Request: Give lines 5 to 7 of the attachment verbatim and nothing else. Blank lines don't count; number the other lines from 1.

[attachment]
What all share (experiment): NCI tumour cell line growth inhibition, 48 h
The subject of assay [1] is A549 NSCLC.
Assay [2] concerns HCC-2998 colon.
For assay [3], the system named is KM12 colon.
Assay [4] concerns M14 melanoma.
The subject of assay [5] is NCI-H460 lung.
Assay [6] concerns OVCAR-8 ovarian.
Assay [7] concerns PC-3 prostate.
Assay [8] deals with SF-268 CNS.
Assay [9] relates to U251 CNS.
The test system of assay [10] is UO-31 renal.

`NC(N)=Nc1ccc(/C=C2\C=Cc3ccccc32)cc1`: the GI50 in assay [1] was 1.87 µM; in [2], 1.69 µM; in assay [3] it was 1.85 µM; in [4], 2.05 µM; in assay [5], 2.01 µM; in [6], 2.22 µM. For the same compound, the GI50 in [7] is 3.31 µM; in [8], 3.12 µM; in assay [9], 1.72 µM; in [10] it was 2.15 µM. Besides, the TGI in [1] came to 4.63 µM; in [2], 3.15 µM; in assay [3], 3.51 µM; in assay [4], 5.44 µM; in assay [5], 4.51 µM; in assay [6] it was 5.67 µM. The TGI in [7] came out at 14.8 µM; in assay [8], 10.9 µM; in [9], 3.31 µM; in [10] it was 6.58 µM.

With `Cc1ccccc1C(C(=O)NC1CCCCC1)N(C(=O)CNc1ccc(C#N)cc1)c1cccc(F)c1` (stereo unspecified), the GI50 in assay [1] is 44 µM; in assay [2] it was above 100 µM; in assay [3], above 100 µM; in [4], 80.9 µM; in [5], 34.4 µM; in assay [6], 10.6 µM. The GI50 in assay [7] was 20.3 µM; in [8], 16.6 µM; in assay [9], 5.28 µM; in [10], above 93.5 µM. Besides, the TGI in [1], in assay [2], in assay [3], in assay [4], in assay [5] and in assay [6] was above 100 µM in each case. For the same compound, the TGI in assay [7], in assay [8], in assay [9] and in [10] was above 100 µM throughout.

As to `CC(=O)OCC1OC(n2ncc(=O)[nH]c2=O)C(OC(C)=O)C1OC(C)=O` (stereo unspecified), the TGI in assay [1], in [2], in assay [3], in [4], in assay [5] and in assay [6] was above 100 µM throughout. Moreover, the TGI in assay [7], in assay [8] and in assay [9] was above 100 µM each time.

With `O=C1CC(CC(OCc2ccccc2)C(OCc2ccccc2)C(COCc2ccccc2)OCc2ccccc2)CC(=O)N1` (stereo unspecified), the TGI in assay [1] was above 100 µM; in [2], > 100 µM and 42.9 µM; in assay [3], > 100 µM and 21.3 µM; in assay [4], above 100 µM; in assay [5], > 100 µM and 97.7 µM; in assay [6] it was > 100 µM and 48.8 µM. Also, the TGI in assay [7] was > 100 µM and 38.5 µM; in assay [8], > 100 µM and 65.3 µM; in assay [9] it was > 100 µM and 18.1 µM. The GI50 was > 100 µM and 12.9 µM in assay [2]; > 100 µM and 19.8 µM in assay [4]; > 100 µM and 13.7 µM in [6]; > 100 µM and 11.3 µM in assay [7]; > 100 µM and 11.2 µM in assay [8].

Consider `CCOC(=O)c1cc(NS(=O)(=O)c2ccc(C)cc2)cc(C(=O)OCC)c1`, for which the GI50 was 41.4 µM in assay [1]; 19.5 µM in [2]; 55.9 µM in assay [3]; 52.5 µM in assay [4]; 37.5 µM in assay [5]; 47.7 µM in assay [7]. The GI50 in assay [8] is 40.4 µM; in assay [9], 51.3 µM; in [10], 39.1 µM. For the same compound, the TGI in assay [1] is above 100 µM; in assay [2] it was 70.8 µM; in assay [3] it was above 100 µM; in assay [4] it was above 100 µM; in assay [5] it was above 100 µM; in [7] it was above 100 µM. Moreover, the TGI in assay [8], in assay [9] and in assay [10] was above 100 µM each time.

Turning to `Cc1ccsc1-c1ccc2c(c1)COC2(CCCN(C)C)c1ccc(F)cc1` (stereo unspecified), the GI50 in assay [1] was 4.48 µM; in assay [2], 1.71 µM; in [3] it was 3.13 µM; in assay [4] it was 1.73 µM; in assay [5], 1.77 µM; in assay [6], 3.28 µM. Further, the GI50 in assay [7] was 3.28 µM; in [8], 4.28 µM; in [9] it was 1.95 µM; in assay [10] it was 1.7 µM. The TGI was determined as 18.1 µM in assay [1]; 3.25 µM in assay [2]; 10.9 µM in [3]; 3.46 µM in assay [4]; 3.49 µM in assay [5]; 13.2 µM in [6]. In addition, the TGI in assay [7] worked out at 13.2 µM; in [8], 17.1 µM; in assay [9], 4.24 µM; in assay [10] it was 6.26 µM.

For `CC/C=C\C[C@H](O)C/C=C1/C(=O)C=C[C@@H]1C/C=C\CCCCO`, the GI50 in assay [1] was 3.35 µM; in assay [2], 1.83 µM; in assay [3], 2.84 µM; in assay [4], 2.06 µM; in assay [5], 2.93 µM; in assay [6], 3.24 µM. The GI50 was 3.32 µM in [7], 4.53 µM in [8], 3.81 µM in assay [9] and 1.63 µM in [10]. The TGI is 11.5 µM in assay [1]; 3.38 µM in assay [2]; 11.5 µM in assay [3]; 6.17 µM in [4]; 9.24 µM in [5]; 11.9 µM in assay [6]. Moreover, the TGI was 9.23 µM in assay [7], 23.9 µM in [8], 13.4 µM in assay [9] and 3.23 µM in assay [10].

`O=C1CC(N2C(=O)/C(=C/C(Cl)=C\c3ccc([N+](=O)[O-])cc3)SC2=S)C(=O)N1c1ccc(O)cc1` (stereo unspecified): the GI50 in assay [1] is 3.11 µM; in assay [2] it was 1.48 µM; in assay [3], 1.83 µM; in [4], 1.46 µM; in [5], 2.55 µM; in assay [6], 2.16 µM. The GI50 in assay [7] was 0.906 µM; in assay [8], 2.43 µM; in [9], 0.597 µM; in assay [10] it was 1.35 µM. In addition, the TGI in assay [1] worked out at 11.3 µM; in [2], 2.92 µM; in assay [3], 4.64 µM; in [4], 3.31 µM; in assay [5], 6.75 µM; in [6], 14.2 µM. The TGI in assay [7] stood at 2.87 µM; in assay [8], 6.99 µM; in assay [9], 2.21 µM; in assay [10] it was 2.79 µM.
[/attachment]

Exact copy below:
Assay [4] concerns M14 melanoma.
The subject of assay [5] is NCI-H460 lung.
Assay [6] concerns OVCAR-8 ovarian.